As the the leader of Deloitte’s analytics practice, Paul Roma directs the company’s analytics offerings across all businesses, so he sees companies struggling with a range of issues. Network World Editor in Chief John Dix recently talked to Roma about everything from what analytics problems companies are facing (Hint: the swamp reference above), to tools that help extract more value (cognitive analytics and machine learning), and even the executive management roles that are evolving (the title doesn’t matter much, but ownership of the problem does).
What do customers typically bring you in to address? Are they looking to solve a specific problem, or are they trying to address bigger picture, overarching analytic issues?
Most routinely we are brought in to work on a specific business outcome. A customer may be looking to, say, improve their consumer Net Promotion Scores (NPS), which is an industry norm for scoring a consumer’s relation to a particular corporation and its products. It’s called Net Promotions because it’s a heuristic that adds together several factors and builds up to a way to judge yourself. Or a healthcare organization may come to us to help improve outcomes in certain healthcare protocols, so we’re usually talking about business outcomes.
When you arrive do you find companies have the analytic tools they need, or are they looking for input on new tech as well?
Larger customers have the analytic tools. There isn’t a company we go into that doesn’t have one of everything. The question is more of focused usage. It isn’t a shortage of data, either, because they’ve got tons of data. It’s normal now to have data warehouses or data lakes that have been put together over the years. But I’ve seen multiple millions of dollars spent on data lakes that become what I call data swamps. They’ve spent all this money to put everything together, yet they can’t do anything with it. The major question now is how to use the data to get better outcomes.
Given there is so much data and so many different tools available to make sense of it, how do you go about helping clients move forward?
I offer up three ways to think about it. First, if you’re grounded in an outcome it leads you to certain questions to interrogate the problem. If I want to improve consumer relations or if I want to improve outcomes in healthcare, you’re at least grounded in what you want to do. As you analyze the data the experience leads you to create certain domains and take what is a very unstructured data lake and start to apply structured boundaries.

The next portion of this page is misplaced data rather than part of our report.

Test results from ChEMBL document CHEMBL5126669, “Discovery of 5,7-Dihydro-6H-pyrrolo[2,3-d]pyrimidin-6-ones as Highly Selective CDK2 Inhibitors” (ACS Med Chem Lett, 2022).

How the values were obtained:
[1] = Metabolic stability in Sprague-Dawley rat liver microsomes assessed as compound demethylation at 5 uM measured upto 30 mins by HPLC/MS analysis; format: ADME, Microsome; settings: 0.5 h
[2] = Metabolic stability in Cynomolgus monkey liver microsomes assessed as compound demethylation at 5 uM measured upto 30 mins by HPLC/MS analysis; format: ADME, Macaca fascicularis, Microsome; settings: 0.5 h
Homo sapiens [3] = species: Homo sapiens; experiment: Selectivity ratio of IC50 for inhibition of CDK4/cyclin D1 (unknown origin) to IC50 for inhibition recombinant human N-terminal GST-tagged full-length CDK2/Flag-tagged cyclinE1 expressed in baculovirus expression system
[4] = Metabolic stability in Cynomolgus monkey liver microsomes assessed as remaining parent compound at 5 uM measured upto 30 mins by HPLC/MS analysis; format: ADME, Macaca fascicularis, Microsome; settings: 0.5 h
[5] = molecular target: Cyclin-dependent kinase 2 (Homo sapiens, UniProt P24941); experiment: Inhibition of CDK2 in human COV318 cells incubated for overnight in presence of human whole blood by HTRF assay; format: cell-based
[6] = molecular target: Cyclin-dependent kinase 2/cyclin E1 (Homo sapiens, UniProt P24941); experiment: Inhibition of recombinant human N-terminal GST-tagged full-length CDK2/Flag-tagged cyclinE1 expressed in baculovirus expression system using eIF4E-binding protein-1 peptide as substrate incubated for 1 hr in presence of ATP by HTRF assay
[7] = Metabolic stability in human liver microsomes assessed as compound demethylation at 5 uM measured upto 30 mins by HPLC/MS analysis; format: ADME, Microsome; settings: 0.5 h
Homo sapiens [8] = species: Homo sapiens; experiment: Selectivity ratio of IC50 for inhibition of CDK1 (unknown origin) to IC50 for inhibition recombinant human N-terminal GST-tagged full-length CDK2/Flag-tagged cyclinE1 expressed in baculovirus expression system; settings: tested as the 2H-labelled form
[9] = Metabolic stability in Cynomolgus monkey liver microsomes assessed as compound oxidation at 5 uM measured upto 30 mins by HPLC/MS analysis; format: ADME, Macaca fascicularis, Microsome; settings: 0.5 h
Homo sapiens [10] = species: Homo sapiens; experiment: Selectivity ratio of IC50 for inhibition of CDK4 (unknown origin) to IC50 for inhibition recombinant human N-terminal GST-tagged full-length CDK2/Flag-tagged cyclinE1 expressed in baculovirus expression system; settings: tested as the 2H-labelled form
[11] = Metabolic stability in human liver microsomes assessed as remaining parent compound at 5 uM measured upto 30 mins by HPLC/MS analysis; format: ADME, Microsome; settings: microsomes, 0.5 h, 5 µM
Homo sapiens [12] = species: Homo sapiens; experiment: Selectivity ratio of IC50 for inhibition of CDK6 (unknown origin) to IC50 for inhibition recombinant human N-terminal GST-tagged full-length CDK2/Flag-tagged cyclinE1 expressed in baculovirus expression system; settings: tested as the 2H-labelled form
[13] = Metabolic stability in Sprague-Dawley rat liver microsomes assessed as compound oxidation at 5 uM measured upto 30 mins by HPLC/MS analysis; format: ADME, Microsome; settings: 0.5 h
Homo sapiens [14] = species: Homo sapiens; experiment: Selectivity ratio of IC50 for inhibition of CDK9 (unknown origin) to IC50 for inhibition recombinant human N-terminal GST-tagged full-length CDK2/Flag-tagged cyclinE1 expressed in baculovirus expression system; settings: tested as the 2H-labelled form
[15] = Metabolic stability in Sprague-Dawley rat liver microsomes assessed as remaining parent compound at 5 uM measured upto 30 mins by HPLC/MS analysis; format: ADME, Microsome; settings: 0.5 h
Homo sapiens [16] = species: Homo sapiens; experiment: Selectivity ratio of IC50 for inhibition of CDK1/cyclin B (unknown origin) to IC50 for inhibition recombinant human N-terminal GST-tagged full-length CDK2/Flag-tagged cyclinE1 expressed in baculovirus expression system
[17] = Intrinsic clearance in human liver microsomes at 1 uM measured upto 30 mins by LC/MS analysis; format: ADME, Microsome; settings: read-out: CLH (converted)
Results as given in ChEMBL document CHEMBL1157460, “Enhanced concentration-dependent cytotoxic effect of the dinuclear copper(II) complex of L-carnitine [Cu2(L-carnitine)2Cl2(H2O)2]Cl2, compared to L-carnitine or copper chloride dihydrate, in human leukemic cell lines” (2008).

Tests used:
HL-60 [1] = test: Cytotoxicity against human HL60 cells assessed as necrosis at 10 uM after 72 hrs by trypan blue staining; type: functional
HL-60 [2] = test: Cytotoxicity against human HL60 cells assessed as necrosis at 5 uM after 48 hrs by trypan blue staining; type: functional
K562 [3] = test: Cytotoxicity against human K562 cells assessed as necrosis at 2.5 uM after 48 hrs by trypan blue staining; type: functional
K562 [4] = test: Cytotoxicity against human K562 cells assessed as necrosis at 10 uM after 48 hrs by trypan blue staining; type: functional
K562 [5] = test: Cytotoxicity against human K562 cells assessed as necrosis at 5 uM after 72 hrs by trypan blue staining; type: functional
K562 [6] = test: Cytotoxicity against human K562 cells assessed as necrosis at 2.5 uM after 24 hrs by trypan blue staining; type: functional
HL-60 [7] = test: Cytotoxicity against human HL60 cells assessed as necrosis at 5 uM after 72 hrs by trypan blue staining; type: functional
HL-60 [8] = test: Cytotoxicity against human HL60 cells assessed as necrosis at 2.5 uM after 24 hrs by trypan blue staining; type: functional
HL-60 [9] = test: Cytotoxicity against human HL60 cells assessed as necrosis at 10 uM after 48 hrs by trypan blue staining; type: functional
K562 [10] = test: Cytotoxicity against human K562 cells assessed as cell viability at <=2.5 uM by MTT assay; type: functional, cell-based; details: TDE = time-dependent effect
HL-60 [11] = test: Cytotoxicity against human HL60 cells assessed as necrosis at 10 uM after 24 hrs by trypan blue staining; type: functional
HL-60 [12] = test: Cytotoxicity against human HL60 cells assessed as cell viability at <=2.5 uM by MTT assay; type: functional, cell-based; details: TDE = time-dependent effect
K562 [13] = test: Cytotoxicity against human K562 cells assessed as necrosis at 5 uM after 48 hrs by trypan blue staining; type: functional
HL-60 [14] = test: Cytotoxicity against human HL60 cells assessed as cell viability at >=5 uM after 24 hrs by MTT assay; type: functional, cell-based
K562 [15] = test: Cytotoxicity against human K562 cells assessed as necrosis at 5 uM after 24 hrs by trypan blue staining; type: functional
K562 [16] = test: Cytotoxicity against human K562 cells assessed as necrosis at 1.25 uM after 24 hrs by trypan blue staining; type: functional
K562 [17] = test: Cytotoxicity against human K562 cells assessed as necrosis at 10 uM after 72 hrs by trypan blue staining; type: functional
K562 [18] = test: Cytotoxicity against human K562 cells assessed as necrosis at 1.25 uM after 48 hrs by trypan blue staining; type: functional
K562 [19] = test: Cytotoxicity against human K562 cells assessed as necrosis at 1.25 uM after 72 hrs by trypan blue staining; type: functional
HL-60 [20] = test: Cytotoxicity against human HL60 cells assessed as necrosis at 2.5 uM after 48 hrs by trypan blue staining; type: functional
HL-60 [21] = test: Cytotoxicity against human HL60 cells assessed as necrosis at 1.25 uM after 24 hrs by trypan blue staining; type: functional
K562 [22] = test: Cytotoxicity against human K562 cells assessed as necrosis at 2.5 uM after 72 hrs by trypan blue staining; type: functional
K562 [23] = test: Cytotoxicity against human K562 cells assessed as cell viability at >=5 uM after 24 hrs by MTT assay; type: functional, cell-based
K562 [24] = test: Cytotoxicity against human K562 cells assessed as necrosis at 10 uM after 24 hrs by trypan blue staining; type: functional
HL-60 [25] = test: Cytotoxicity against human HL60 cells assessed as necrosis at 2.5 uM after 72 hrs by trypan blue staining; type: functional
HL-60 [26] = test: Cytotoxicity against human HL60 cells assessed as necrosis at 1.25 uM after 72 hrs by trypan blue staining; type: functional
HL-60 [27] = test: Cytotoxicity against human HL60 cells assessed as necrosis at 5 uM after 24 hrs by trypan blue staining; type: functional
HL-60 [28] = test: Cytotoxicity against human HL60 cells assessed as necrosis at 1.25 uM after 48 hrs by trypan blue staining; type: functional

Once you’ve done that you can start to use more advanced tools like cognitive analytics to apply structure to the data lakes, and natural language processing and machine learning to give you a way of letting the data give you hypotheses.
The advanced techniques have gone beyond putting out a report and then looking at the graph to see what it says. Now machine learning can actually create causal analysis and tell you what the hypotheses are for which variables, or which data domains are most influential to a particular outcome. In healthcare, for instance, the machine can indicate why readmissions on a given protocol are high. The causal analysis leads to that type of analytic.
The advanced techniques are probably where we’re called in the most to try to make sense of all the data. Without advanced techniques there is no way to cut through it. You have no knife to cut through the data. Just running reports will create endless reams of paper that, frankly, you could never get anyone to interpret.
We bring custom-tuned algorithms to a lot of our engagements — whether it’s in healthcare, supply chain or customer marketing — and with machine learning algorithms and supervised learning cycles we can run against their data and create hypotheses you can investigate with your experience.
Interesting. Are those algorithms particular to vertical markets or is there a common base you build from?